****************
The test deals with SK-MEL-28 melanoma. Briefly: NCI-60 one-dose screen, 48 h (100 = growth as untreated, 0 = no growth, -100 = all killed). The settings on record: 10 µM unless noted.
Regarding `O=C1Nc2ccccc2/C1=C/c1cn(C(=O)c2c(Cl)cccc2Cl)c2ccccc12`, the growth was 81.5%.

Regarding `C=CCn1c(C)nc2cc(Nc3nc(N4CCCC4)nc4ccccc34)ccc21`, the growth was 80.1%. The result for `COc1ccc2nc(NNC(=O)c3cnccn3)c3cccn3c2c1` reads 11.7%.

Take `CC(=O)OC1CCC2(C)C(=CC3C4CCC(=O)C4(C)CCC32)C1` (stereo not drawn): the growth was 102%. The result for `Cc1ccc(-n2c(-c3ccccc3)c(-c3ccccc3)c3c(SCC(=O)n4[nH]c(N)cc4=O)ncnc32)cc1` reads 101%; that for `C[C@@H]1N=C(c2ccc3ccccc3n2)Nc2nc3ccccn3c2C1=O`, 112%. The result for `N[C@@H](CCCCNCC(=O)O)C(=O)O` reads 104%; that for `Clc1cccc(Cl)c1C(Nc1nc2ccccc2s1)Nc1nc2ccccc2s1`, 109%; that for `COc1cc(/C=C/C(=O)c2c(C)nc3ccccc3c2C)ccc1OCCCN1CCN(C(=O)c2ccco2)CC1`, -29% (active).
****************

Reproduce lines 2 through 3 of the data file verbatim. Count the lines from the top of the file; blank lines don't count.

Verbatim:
Regarding `O=C1Nc2ccccc2/C1=C/c1cn(C(=O)c2c(Cl)cccc2Cl)c2ccccc12`, the growth was 81.5%.

Regarding `C=CCn1c(C)nc2cc(Nc3nc(N4CCCC4)nc4ccccc34)ccc21`, the growth was 80.1%. The result for `COc1ccc2nc(NNC(=O)c3cnccn3)c3cccn3c2c1` reads 11.7%.